An initial enforcement notice (IEO) has been served based on "reasonable suspicion" that "arrangements are in progress or in contemplation" for the companies' integration
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The UK competition regulator has ordered the partial unwinding of the $4bn merger of Viagogo and StubHub, which must sell its int'l business
By IQ on 02 Feb 2021
StubHub must sell its entire international business – including its operations in the UK, Europe, South America and Asia – for the Competition and Markets Authority (CMA) to sign off on its acquisition by Viagogo, the UK regulator announced today.
The CMA, which put the brakes on the already completed merger in October after finding it will significantly reduce competition in the secondary ticketing market, said in its final report summary, released today, that of three possible effective remedies – a full divestiture of either Viagogo or StubHub by the new company, or a partial divestiture of StubHub – the latter solution is the least intrusive for the combined business.
In addition to requiring the sale of the StubHub business outside North America, the CMA reserves the right to choose the identity of the buyer, as well as the terms of the transaction – including the right of the purchaser to use the StubHub brand for the next decade.
Should ‘Stubagogo’ not agree to the sale voluntarily “in a timely fashion”, the competition watchdog will issue a binding order, it says.
“The evidence shows that Viagogo selling StubHub’s international business will resolve our competition concerns”
The partial reversal of the merger will mean StubHub’s operations outside North America “will be independently owned and run by a separate company, with no input from Viagogo”, according to the CMA, which sought input from Viagogo/Stubhub customers, competitors and other experts, including industry professionals and consumer groups, to reach its verdict.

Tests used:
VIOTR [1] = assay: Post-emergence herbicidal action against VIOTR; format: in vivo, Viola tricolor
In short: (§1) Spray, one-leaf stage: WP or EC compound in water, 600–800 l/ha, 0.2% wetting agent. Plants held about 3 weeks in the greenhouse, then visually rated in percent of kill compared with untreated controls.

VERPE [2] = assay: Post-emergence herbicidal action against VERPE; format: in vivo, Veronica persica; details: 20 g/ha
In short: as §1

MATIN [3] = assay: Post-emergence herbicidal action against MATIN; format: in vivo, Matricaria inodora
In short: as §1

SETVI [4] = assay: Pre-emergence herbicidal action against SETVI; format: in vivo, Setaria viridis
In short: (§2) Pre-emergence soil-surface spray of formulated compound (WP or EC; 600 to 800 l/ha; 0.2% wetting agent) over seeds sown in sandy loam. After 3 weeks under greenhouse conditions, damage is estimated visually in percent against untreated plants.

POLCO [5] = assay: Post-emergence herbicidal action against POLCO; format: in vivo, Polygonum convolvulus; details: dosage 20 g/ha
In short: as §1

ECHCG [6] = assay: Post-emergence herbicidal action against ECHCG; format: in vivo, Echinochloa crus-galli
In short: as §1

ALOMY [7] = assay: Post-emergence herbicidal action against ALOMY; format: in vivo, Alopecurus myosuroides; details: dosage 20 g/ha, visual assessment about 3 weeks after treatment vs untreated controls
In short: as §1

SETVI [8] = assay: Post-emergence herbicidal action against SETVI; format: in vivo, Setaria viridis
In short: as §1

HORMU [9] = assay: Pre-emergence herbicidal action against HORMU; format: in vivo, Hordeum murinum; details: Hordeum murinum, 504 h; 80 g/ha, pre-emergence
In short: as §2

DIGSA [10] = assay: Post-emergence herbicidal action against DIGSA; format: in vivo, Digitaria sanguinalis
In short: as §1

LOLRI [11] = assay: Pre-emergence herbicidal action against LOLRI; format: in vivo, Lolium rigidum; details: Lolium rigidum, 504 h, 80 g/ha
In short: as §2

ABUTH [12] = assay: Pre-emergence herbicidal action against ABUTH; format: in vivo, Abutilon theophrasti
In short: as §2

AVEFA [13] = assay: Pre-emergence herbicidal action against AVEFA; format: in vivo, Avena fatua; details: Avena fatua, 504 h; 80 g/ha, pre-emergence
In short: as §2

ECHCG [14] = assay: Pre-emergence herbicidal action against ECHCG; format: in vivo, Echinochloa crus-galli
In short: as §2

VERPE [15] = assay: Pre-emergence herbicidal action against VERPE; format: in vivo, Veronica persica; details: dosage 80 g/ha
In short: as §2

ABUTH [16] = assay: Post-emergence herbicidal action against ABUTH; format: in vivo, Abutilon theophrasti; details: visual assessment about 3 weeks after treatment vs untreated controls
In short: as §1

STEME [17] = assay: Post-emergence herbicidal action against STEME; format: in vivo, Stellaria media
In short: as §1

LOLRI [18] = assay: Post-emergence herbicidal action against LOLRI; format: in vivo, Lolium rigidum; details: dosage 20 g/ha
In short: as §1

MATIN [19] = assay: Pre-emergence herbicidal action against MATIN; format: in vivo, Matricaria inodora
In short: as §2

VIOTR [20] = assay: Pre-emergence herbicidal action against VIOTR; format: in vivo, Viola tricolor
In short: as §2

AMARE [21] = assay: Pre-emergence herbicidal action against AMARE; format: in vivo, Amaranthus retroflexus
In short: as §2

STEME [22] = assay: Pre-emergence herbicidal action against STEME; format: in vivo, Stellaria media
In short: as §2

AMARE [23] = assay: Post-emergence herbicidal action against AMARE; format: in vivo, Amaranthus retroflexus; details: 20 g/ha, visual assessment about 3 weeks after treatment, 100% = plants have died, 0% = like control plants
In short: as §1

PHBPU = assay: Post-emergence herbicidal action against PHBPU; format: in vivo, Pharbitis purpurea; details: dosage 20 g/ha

“The CMA has focused on ensuring competition in this sector works best for UK consumers. After examining all the options, including unwinding the merger in full, the evidence shows that Viagogo selling StubHub’s international business will resolve our competition concerns, effectively and proportionately,” says CMA inquiry group chair Stuart McIntosh.
“Creating a fully independent StubHub international business will maintain competition in the UK and help ensure that the users of these ticketing platforms don’t face higher prices or poorer quality of service.”
The CMA’s full final report will be released in the coming weeks.
Adam Webb, from campaign group FanFair Alliance, cautiously welcomes the news, explaining that the identity of the buyer will depend on whether the CMA’s decision is good for fans. “Tackling this hugely controversial $4bn merger was always going to be tough for regulators, and we welcome the CMA’s hard work during this investigation,” he comments.
“Going forward, the most pertinent question will be the identity of potential buyers”
“Going forward, the most pertinent question will be the identity of potential buyers. Practically all of StubHub’s value is in the company’s North American operation. Aside from the acquisition costs, anyone wishing to operate a successful uncapped ticket resale business in the UK would require two things: significant relationships with large-scale ticket touts to supply inventory, and deep enough pockets to outspend Viagogo on Google search advertising.
“That might be good for Google, and it might be good for ticket touts. But we need a conclusion that’s good for UK consumers, and stops them being ripped off.”
“We welcome the CMA’s decision, for which both it and the FanFair Alliance ought to be applauded,” adds Sam Shemtob, director of the Face-Value European Alliance for Ticketing (FEAT). “The requirement will help protect the live sector across Europe from a concentration of market power from the world’s largest uncapped secondary sites.
“When live events resume, reduced capacities and social distancing will likely lead to increased demand, making it more important than ever that fans can see their favourite bands at the prices intended. FEAT is working hard to make this possible, both with regulators and by developing best practice.”
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